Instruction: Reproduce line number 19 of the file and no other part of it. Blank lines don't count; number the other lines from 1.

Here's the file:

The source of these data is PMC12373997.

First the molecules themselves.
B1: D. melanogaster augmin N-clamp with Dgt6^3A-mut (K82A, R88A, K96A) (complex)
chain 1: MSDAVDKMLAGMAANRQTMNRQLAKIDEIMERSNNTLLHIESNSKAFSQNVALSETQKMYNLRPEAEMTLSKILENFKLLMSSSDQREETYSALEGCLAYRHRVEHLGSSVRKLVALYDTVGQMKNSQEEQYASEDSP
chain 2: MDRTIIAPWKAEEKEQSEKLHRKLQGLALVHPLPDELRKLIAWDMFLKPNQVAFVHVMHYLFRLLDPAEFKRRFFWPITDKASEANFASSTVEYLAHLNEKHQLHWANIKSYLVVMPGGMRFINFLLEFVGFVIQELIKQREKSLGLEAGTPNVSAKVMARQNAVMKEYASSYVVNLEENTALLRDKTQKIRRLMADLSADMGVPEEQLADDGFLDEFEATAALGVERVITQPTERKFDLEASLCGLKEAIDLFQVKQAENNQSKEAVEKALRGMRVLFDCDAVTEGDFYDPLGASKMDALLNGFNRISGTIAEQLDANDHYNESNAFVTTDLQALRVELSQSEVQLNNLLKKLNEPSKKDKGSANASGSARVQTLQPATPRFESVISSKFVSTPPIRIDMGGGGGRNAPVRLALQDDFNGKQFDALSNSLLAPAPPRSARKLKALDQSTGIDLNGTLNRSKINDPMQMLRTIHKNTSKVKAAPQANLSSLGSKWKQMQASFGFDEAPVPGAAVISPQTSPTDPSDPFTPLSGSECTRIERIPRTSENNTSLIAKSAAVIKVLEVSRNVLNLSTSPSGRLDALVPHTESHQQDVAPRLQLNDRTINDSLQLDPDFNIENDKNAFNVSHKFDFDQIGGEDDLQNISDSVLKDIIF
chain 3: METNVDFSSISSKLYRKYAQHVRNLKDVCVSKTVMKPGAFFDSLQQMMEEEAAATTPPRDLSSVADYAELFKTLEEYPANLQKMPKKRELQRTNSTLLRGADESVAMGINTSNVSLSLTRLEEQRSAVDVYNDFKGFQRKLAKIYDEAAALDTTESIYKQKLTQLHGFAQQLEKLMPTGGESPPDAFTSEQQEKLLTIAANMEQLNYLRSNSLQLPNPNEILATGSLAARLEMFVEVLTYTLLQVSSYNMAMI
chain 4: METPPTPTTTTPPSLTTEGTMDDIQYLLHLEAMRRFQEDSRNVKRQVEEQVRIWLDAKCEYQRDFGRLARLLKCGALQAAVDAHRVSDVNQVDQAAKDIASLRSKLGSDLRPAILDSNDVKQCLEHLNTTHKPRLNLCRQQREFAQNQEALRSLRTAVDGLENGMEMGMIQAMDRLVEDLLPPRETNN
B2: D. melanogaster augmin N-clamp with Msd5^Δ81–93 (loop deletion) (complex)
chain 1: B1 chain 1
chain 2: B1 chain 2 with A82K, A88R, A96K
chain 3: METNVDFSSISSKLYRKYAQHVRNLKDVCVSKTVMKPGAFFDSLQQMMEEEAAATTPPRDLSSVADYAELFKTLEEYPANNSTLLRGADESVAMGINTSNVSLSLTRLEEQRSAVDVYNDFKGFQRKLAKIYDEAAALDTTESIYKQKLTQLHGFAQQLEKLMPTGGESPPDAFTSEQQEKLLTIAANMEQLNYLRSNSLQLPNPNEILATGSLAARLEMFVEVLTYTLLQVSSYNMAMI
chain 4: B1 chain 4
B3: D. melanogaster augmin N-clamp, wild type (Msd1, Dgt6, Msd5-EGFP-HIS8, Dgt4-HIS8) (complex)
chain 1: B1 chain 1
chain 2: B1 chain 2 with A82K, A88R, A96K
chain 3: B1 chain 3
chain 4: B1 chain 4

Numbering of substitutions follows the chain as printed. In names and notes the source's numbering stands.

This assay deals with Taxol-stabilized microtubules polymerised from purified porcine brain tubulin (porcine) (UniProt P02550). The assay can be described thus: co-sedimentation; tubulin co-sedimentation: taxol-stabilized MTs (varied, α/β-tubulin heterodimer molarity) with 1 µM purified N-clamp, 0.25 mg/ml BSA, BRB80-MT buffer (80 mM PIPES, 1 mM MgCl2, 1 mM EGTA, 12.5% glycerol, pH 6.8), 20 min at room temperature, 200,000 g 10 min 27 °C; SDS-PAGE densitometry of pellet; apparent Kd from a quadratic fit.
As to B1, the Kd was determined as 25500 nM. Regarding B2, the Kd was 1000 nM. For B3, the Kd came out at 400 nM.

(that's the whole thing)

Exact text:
This assay deals with Taxol-stabilized microtubules polymerised from purified porcine brain tubulin (porcine) (UniProt P02550). The assay can be described thus: co-sedimentation; tubulin co-sedimentation: taxol-stabilized MTs (varied, α/β-tubulin heterodimer molarity) with 1 µM purified N-clamp, 0.25 mg/ml BSA, BRB80-MT buffer (80 mM PIPES, 1 mM MgCl2, 1 mM EGTA, 12.5% glycerol, pH 6.8), 20 min at room temperature, 200,000 g 10 min 27 °C; SDS-PAGE densitometry of pellet; apparent Kd from a quadratic fit.